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County Nursing Home Director says there is progress in cost cutting
- Updated: January 19, 2013
Marjorie Haroff, Administrator for the Wayne County Nursing home came to the regular Board of Supervisors meeting on Tuesday to plead her case for not selling the County Nursing Home.
With a resolution on the agenda for the Supervisors to “issue a request for qualifications for professional assistance in marking and selling the County Nursing Home”, Haroff presented her latest Financial Analysis and progress report.
Board of Supervisors move ahead with finding professional assistance in marketing and selling
of the facility
The reason for the resolution for assistance in marketing and selling the Nursing Home came after reviewing the long-term financial outlook of the Nursing Home. At a Finance Committee Meeting in November, it was learned that the County would need to provide $1,522,084 in General Fund assistance in 2013 in order to provide direct subsidy to the Nursing Home and to facilitate the county’s share of accessing the estimated $2.9 million in IGTs (Intergovernmental Transfer Funds.) Without IGT funding in 2013, the county subsidy would grow to an additional $1.45 million for a total allocation in 2013 of $2,972,084. The committee felt that long term availability of IGT funds is in question.
“Wayne County has provided care in an ever-changing world,” began Haroff.
In giving a bit of historical reference, she stated that, since 1830, Wayne County Nursing Home has provided services to residents in need. The Board of Supervisors provides a subsidy to make up for the non Medicaid reimbursement costs.
In 2005, to provide some incentives in revenue, 24 beds of the Home were designated for Rehab patients at a higher reimbursement. With the state’s financial condition requiring cutbacks, and 75% of the residents of the Nursing Home being subsidized by Medicaid, the dwindling reimbursements are hurting.
As of 2011, IGTs awarded to all public nursing homes accounted for about $3 million in revenues, 48% of the remaining costs are subsidized by the County government and the rest from the State.
The Nursing Home has made strides in cutting expenses, according to Haroff. She reported that 43% of total expenses come from Wages, and that Contractual expenses account for 27%. Fringe Benefits, she added, have increased from 22% to 23% of total expenses.
How has the Home attempted to reduce labor costs? They have instituted reductions in overtime, instituted minimum staffing levels, and outsourced ancillary staff (Food Service and Housekeeping), Marge reported.
“Our reductions, included in the 2013 budget, have accounted for $550,000 in savings. We are also working on future cost reductions through negotiations on salaries, work schedule (days off) and engery service reductions — and we have proposed more reductions.”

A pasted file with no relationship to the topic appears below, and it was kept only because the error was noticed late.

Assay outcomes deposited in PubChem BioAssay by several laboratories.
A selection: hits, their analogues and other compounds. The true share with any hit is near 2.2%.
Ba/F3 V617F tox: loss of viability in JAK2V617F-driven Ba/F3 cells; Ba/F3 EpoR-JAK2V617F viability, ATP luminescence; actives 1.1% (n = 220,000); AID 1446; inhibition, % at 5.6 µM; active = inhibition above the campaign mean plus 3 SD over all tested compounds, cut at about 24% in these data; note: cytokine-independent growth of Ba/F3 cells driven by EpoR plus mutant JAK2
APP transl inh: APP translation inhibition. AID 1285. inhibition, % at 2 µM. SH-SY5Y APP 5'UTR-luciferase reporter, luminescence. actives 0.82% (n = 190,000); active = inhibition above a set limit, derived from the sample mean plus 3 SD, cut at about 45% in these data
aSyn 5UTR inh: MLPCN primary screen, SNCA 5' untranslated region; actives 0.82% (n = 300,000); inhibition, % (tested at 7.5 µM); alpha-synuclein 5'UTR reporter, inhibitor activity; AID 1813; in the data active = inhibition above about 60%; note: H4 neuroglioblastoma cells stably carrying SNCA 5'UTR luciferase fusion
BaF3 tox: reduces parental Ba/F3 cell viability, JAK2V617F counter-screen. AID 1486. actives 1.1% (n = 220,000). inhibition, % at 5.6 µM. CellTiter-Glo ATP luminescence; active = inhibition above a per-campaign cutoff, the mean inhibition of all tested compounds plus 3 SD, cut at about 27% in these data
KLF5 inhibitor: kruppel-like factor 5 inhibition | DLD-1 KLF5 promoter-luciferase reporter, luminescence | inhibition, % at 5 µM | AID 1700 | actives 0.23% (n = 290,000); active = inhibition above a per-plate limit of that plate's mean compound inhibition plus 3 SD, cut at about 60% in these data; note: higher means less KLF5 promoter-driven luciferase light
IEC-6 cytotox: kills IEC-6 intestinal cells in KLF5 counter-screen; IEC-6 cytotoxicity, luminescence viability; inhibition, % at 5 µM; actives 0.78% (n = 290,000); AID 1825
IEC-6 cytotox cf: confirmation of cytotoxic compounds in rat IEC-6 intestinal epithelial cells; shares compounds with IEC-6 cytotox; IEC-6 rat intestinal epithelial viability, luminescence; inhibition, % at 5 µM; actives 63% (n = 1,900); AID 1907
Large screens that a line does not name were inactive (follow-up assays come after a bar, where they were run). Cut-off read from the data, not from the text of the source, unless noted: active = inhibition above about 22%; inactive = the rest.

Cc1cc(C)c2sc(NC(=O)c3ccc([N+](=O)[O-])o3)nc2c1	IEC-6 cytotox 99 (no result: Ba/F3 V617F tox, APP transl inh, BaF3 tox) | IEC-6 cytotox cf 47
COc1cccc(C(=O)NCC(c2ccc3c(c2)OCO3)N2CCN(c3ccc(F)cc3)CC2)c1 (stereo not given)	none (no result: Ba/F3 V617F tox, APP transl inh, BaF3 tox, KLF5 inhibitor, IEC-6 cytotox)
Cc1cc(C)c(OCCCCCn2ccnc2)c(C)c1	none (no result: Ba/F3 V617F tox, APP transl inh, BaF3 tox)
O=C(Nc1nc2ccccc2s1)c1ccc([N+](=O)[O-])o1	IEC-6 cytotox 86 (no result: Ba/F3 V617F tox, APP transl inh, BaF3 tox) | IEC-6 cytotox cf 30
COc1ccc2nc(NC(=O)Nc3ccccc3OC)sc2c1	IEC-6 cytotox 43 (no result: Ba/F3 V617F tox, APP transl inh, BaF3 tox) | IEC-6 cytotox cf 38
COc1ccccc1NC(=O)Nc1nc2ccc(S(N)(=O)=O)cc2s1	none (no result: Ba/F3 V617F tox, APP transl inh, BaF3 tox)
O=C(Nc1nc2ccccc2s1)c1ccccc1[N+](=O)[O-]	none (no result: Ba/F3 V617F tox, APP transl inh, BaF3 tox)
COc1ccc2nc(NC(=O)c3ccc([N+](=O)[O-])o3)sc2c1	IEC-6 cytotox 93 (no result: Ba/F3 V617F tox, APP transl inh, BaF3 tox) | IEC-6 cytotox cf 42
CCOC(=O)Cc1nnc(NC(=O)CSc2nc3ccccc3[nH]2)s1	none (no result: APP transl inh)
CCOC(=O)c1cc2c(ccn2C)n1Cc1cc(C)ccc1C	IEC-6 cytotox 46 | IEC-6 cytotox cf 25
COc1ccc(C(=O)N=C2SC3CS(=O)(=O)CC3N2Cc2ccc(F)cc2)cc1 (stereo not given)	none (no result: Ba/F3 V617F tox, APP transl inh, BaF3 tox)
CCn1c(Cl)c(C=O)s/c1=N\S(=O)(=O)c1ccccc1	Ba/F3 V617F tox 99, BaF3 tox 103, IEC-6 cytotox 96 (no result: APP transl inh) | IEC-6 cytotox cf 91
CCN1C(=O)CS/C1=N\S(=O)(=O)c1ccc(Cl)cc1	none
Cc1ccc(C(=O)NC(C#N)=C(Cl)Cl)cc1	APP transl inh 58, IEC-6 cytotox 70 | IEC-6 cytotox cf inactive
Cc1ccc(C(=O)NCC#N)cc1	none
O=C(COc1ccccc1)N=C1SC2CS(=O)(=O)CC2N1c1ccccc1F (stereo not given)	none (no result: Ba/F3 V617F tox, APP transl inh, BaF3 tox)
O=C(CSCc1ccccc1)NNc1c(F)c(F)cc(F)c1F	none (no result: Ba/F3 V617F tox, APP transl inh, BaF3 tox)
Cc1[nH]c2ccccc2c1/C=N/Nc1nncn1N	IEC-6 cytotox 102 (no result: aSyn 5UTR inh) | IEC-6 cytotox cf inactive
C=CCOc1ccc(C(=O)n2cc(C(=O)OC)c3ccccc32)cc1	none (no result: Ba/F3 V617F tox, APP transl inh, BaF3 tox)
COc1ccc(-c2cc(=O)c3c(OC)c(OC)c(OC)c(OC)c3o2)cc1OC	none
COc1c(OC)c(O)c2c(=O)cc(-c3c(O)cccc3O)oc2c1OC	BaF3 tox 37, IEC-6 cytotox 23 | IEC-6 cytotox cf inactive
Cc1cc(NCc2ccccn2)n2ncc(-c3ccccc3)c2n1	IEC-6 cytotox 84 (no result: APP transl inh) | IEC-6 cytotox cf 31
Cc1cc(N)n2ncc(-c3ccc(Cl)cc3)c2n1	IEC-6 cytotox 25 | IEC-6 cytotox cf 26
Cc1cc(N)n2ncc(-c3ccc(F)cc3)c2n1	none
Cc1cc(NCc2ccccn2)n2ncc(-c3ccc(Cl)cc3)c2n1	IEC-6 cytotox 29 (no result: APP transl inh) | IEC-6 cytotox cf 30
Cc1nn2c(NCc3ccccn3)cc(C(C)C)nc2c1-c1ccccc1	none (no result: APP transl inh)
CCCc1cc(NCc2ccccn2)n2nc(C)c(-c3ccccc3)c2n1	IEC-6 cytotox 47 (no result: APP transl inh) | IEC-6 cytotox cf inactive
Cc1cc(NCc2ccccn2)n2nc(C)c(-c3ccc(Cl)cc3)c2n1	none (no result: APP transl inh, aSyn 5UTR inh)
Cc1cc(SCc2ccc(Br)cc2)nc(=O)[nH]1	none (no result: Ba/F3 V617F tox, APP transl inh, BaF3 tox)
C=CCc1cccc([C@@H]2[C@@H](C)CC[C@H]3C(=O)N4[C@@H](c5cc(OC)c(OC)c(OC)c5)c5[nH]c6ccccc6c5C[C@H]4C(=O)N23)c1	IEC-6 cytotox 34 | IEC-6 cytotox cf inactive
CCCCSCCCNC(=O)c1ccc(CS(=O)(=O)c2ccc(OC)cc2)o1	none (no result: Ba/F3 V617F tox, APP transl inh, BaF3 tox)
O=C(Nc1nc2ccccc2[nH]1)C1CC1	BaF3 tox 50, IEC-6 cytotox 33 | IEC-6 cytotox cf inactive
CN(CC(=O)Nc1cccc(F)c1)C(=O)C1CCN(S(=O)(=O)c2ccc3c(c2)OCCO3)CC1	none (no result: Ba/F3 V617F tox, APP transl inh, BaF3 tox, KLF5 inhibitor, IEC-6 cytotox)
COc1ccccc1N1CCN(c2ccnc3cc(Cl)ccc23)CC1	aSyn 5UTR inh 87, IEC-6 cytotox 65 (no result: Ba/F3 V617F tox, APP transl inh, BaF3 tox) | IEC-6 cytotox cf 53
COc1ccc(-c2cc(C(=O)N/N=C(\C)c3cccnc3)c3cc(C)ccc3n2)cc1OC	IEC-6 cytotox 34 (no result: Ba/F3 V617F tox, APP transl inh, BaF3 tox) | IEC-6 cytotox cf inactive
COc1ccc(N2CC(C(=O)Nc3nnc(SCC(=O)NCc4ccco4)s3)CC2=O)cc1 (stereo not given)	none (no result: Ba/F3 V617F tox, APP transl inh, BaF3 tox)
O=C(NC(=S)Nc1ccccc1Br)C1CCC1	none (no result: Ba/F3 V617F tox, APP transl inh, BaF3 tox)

She also told the Board of Supervisors that, although the Nursing Home has even raised the daily rates on beds, the State continues to cap the daily rates for reimbursement.
In conclusion of her financial presentation, Marge stated: “We want to and are trying to operate the Nursing Home with no county subsidy at some point. We respectfully ask that the Board table the resolution to seek to sell the Home to the private sector. Give us time for our projects to conclude.” “We are committed to being the safety net for skilled care in Wayne County.”
Following Marge’s presentation, several Supervisor quizzed the Administrator.
Walworth Supervisor Bob Plant wanted to know if the 480 days per month projection for rehab beds had been met. “We have met and exceeded that goal,” she replied.
Rose Supervisor Kenan Baldridge asked, “If you were able to raise that to 500 billable rehab beds, would you break even?
“We are getting closer to that number,” she said. “We would be able to possibly break even then for Rehab, but no, not Overall.”
She explained also that potential rehabilitation patients do not always choose the Wayne County Nursing Home for their care, based on their doctor’s recommendations or personal choices. Supervisor Plant also mentioned that short term rehab helps to upset the long term rehab patient numbers and “we lose there.”
In a long roll, a motion to table the vote failed. Voting to table it were: Supervisors Spickerman of Butler, Groat of Galen, Manktelow of Lyons, Crane of Huron, Baldridge of Rose, Kolczynski of Savannah and Colacino of Arcadia.
When the vote to begin the process of marketing and selling the Nursing Home was called, the nay-sayers were the same. The resolution passed by simple majority. Voting yes were: Supervisors Plant of Walworth, Park of Wolcott, Hammond of Macedon, Miller of Palmyra, Bender of Marion, LeRoy of Sodus, Kelsch of Ontario, Hoffman of Williamson.